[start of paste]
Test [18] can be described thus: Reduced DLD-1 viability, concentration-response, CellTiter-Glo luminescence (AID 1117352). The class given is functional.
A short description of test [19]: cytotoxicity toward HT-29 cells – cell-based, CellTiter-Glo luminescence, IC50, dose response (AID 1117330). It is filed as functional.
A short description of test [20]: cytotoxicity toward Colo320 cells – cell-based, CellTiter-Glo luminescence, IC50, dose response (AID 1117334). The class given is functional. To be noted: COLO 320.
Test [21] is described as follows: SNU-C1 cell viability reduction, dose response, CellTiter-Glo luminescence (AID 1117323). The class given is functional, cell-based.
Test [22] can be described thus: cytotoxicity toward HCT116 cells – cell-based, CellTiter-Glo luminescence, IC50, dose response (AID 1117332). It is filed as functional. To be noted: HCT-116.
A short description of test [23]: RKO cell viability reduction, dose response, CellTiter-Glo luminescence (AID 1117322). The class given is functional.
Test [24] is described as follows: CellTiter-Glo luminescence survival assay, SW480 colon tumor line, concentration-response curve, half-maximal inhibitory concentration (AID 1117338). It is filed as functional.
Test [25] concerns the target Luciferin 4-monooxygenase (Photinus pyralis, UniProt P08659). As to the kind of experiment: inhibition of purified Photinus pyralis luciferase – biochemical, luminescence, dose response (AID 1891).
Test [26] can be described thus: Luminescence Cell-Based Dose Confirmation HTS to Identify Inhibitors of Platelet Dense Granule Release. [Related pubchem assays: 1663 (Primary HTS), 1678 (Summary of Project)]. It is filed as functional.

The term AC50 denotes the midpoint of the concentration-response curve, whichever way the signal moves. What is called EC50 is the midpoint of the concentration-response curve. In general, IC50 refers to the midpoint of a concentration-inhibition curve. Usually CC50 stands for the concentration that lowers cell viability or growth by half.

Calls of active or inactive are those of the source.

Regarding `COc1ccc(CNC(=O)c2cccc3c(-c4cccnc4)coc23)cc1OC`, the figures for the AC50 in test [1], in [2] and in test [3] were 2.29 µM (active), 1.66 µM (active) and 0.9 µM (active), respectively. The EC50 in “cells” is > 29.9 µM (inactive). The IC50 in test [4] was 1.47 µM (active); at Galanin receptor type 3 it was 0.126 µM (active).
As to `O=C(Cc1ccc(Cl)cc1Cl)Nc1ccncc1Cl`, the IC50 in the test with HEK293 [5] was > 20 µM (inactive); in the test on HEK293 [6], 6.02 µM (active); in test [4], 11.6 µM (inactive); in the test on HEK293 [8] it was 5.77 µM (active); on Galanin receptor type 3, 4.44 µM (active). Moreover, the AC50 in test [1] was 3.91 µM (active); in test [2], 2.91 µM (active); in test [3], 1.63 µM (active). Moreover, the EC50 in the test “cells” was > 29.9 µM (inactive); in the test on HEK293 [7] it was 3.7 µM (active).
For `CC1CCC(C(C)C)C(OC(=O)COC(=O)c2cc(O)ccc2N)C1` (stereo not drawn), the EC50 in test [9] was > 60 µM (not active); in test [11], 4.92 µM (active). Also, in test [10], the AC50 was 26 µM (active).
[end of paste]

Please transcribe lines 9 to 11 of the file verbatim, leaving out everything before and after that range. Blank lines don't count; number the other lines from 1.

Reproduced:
Test [26] can be described thus: Luminescence Cell-Based Dose Confirmation HTS to Identify Inhibitors of Platelet Dense Granule Release. [Related pubchem assays: 1663 (Primary HTS), 1678 (Summary of Project)]. It is filed as functional.

The term AC50 denotes the midpoint of the concentration-response curve, whichever way the signal moves. What is called EC50 is the midpoint of the concentration-response curve. In general, IC50 refers to the midpoint of a concentration-inhibition curve. Usually CC50 stands for the concentration that lowers cell viability or growth by half.

Calls of active or inactive are those of the source.